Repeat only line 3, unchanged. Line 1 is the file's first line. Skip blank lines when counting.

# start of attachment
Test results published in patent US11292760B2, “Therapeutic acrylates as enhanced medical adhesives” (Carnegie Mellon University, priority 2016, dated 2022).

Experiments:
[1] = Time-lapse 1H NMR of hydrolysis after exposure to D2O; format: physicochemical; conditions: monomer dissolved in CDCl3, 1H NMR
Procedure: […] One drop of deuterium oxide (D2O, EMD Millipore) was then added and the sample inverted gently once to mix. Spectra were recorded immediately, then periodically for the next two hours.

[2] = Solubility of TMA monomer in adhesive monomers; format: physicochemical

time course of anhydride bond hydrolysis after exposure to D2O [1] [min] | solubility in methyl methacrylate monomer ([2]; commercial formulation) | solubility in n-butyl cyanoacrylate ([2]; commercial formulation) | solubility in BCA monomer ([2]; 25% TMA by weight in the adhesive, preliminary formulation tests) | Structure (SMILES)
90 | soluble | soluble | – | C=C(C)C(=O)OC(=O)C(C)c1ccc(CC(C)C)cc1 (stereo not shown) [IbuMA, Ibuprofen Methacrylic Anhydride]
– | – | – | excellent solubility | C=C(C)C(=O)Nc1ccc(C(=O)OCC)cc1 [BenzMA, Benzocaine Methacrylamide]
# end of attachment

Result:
[1] = Time-lapse 1H NMR of hydrolysis after exposure to D2O; format: physicochemical; conditions: monomer dissolved in CDCl3, 1H NMR